Here is one more, especially for the app developers.  Section 231 speaks to app developers, or more definitively access software providers.  This section prohibits the use of the World Wide Web to transmit material harmful to minors.  I wonder how many apps fall under this category.

When you look behind the curtain of good open network intentions, you can find some scary stuff.

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A number of rural carriers say no to FCC’s rate of return analysis

A number of rural telecommunications carrier associations yesterday filed joint reply comments in a Federal Communications Commission proceeding where the FCC is considering reducing authorized rate of return on a rural carrier’s assets from the current 11.25% to a rates of return range of 7.39% to 8.79%.

Needless to say the rural carriers are a bit miffed. The rate of return is used to determine how much revenue a carrier can generate on assets put into use to provide telecommunications services. When the revenue is determined, the FCC determines the appropriate rates for interstate special access services and common carrier line rates, as well as the appropriate amount of universal service contribution a rural carrier may receive. The higher the rates of return, the greater the rates a carrier may charge to recover these revenues.

The carriers argue that lowering the ROR means there will be less funds available for reinvesting in the deployment of broadband facilities. The FCC argues that since 1990, the last year the ROR was determined, changes in technology warrant a change in these rates and initially found that the appropriate rate should be around 9%.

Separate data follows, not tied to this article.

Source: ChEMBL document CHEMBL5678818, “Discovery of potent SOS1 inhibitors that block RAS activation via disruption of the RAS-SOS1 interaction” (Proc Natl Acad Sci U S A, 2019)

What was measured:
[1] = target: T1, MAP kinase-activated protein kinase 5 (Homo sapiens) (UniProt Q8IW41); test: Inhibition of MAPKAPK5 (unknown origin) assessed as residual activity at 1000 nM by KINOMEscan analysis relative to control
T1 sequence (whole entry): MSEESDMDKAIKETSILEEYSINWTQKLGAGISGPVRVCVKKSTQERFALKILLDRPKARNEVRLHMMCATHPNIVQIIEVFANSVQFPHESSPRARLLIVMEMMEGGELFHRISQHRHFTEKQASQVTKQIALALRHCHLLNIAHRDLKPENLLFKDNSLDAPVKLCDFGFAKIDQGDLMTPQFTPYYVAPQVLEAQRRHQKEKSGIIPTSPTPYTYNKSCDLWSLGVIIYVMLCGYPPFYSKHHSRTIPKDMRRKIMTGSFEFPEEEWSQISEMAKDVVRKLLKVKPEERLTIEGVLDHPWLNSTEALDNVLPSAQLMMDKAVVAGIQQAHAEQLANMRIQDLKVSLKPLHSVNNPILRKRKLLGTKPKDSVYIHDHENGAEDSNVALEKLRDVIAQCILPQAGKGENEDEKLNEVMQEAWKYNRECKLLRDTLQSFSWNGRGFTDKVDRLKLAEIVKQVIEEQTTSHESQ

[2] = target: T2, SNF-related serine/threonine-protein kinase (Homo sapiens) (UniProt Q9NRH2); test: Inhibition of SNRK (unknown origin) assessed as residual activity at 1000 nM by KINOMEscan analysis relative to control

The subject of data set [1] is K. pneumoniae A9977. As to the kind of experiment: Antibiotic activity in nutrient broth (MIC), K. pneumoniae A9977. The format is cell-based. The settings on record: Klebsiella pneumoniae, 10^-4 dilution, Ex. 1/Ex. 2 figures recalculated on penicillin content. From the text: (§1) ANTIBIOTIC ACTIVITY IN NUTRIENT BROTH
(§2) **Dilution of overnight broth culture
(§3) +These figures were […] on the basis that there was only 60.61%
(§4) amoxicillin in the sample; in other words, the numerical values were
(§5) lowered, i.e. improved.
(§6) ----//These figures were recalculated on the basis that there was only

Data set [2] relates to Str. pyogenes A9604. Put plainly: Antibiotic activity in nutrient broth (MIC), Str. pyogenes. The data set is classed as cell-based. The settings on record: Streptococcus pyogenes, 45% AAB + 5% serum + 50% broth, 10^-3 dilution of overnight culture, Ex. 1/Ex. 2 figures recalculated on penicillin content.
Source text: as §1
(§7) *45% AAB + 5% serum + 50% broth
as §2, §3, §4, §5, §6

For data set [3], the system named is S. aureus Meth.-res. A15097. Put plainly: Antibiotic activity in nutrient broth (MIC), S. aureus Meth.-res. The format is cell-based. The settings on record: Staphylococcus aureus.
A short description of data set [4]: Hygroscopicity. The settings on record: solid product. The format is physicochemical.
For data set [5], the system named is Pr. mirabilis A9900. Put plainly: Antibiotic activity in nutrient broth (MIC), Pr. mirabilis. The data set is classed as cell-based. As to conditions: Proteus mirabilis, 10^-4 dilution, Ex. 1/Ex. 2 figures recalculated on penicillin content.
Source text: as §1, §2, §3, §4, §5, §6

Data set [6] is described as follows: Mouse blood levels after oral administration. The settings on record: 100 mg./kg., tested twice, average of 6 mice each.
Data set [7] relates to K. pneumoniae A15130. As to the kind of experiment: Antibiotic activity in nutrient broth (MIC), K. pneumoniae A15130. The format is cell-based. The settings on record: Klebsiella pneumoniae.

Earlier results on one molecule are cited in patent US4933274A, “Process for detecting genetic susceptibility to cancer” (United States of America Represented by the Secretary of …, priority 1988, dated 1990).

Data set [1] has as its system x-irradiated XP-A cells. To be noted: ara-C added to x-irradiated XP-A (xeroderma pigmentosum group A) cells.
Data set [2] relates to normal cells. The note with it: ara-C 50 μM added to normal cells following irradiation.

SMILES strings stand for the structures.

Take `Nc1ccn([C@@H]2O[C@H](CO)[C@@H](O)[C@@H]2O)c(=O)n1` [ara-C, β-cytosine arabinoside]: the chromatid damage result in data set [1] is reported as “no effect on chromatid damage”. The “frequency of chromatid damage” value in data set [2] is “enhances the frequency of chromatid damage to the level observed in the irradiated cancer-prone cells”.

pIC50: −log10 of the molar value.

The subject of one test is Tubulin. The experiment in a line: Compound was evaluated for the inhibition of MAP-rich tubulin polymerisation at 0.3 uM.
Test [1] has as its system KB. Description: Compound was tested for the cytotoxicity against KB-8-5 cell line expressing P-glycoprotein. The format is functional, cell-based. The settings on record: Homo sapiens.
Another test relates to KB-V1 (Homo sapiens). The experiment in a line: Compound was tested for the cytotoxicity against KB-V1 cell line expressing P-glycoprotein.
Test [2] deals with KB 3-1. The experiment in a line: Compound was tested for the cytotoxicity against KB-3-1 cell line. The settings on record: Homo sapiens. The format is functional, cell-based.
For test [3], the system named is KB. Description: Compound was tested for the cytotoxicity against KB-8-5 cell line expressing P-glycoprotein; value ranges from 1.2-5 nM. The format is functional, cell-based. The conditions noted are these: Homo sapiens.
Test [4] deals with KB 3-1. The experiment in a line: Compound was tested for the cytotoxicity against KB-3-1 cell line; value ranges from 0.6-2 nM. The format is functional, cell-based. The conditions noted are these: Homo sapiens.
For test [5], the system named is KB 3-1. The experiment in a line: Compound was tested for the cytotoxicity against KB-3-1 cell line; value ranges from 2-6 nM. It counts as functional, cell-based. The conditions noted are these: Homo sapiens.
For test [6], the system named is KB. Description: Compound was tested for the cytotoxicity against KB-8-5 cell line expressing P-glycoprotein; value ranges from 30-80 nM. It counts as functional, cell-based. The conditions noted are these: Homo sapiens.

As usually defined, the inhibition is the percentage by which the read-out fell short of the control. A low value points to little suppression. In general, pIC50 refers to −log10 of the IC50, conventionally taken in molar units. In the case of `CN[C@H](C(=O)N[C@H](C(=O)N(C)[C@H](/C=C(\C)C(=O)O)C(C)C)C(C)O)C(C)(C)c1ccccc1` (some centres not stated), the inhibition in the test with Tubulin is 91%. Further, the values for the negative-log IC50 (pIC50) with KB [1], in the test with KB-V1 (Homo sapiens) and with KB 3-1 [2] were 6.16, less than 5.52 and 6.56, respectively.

But could that be the FCC’s approach from the beginning? Regulators reason that the higher the rate of return, the less the incentive to invest in innovation. I don’t think that is necessarily true. For example, if a carrier has aging assets in its rate base, they will remove them, either on their own or as a result of a rate review. As technologies change and carriers find themselves facing competitive pressures brought on by cord cutting and cable companies able to bundle in on-demand services, these carriers will want to keep up, but they will need the revenues necessary for purchasing and deploying the facilities necessary for deploying new facilities and services. It’s during this period that ROR should be remain at the same level or even increased.

The FCC’s logic seems to be centered on keeping rural carriers captive to the updated, new and improved universal service fund. We’ll keep your interstate rates low and force you to come to the trough and drink even if you feel your customers are better served if you fund broadband deployment on your own dime. The FCC believes that there is market failure sufficient enough to keep rural providers from meeting voice and broadband needs of consumers. If that is the case, then the FCC is ensuring that market failure by decreasing the ROR rural carriers should earn.

It’s truly ironic given the FCC’s policy goal of basing inter-carrier compensation received by rural carriers on a free market framework, but I see nothing free market about forcing rural carriers to stay on a universal service funding scheme premised on fake innovation.

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Using broadband to create? Then you need to live in an urban or suburban area

The U.S. Department of Commerce yesterday put out a report documenting gaps in access to broadband between rural and urban communities as well as the variation in access to broadband within these two communities. The major conclusions of the report was that urban areas had greater access to both wireline and wireless broadband versus their neighbors in rural areas. Also, while population density played a role in which areas have higher access to broadband, locating closer to central cities may be of more significance in broadband adoption.